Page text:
10 Charlotte is stuck in sadness. She feels like a butterfly caught in a spider web with no way to escape. In the classroom, the teacher’s voice sounds far away. Charlotte is lost in thought. She is remembering last year, when she and Nina sat next to each other. What fun they had! At lunchtime and recess, they would tell each other stories and laugh out loud. Charlotte’s eyes fill with tears again, and again she holds them back. After school, Charlotte goes straight home. “How was the first day of school?" Mom asks. Charlotte doesn't want to answer. She runs to her room and throws herself on her bed. Finally, she lets her tears flow freely. Mom enters the room and sits beside Charlotte. “Where did that sunny smile go?” she asks. “What has made you so sad?”

11 Charlotte is sobbing so hard that she cannot reply. Her chin is trembling; her body is shaking. She feels that letting out all her sorrow is doing her good. Charlotte sits up, and Mom hugs her for a long time. Feeling the spider web gradually loosening, she whispers, “I really miss Nina . . . I wish she were here.” “You know,” says Mom, “even though Nina is thousands of miles away, she is still your friend. You can you call her on Saturday, if you like, early in the morning. It will be evening her time.” On Saturday morning, Charlotte wakes up early to call Nina. She is excited and a little bit nervous too. Suddenly on the tablet screen her friend's face appears! “Hello, Nina!” “Hello, Charlotte!” CHARLOTTE WELCOMES HER SADNESS.

12 What joy for the friends to see each other! “How is your new life in China?” asks Charlotte. “The streets are crowded with people riding bicycles and speaking Mandarin,” Nina says. “And the language isn’t easy to learn. Using chopsticks isn’t easy either!” Nina tells Charlotte that once, while she was trying to eat noodle soup, she splashed broth everywhere! The two friends laugh out loud, just as before. But soon it is time for Nina to get ready for bed, and the friends must say goodbye. In front of the screen that has gone black, Charlotte starts feeling blue again. Mom walks into the living room and asks for news of Nina. Seeing her daughter’s sad look, she suddenly has an idea. “You know our neighbor around the corner, Mrs. Parker?” she asks. “She called to say that she has a basket of apples for us. Would you like to go over and get it?” “I dunno…,” mutters Charlotte. “It might make you feel better,” says Mom. “Missing someone dear to us makes us sad. But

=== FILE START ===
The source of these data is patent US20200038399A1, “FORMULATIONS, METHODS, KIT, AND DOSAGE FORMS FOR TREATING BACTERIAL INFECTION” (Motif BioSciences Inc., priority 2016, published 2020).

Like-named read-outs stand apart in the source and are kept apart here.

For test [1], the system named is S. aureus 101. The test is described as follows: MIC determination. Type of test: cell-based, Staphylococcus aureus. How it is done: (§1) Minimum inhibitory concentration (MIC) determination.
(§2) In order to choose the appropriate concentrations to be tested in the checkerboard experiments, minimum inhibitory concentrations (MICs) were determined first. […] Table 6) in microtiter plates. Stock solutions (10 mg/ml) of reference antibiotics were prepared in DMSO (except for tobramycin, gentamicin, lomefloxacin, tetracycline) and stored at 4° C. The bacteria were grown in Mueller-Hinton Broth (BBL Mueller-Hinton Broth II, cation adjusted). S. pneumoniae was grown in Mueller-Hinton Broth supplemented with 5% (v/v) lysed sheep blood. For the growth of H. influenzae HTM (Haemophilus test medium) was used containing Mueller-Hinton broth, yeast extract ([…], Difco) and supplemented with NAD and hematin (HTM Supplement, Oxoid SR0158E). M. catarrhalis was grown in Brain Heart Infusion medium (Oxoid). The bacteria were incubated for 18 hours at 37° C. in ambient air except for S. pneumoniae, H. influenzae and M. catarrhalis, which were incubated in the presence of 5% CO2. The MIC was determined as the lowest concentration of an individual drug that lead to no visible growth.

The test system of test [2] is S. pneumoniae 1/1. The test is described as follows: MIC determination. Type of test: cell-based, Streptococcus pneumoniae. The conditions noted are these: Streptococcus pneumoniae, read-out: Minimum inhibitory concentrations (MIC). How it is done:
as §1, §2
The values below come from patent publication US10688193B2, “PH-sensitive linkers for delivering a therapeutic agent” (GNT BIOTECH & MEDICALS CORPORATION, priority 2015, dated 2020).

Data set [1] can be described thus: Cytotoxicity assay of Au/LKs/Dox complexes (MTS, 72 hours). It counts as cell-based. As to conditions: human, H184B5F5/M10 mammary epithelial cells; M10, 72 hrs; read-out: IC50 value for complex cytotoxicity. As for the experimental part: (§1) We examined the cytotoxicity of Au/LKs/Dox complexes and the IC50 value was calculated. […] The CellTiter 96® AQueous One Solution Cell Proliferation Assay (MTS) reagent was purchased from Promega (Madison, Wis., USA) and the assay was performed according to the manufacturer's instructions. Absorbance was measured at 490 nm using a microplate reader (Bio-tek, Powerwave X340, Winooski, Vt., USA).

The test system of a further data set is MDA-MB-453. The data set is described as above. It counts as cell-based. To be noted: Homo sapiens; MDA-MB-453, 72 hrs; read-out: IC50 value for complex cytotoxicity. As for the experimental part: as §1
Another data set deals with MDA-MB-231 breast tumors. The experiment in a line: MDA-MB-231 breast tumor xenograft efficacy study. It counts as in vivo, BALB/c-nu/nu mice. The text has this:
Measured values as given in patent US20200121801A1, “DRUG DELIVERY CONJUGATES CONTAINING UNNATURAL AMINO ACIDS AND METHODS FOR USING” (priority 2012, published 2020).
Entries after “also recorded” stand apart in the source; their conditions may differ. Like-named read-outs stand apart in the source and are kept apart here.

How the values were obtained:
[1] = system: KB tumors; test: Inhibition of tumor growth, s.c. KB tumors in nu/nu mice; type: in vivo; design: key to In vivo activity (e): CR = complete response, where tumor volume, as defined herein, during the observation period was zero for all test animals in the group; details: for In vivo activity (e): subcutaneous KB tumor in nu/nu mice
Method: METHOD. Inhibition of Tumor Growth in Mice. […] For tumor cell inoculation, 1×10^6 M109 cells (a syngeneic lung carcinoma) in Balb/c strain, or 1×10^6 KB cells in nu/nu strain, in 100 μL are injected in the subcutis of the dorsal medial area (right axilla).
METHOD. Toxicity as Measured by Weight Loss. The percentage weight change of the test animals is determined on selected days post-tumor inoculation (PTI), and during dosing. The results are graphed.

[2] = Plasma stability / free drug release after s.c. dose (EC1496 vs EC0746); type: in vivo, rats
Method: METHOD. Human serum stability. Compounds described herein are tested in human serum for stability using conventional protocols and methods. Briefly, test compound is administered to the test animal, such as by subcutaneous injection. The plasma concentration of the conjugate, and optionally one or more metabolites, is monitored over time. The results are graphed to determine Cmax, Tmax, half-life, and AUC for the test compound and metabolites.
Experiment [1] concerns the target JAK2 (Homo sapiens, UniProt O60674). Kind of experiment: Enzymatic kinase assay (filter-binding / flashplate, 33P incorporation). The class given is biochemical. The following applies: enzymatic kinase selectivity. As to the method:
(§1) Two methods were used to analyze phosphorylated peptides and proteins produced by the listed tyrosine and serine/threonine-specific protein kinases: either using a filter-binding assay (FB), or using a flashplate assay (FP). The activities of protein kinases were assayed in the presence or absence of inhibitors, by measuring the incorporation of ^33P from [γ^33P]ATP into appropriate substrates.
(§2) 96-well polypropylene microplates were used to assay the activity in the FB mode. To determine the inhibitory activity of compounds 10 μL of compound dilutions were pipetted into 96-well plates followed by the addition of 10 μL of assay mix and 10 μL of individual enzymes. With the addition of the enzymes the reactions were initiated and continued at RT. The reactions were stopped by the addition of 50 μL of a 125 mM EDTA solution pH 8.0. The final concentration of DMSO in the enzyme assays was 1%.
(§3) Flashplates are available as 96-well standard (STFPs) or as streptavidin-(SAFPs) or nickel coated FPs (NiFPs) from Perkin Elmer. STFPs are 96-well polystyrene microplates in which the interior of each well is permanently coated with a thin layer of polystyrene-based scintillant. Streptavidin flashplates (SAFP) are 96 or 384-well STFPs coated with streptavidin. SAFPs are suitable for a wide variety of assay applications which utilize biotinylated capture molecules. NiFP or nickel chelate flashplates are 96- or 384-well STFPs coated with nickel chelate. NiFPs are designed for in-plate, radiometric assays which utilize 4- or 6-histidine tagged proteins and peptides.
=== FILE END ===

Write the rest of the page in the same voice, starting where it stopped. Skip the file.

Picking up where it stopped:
13 we can find joy again by taking an interest in the people around us.” Alone in the living room, Charlotte considers what Mom said. So now, what should I do about my sadness? Charlotte is tired of feeling lonely, but she also feels stuck in the awful web of sadness. Could she break free by opening up to the people around her? “I will visit Mrs. Parker!” she thinks. “After all, I would like to make a new friend.” Charlotte stands up and spreads out her arms as far as she can. She feels herself breaking through the web! CHARLOTTE CONSIDERS. CHARLOTTE CHOOSES THE VIRTUE OF ALTRUISM. TO BE FREE OF SADNESS, CHARLOTTE USES A TOOL: SHE OPENS HER ARMS. CHARLOTTE RECOGNIZES HER NEED FOR FRIENDSHIP.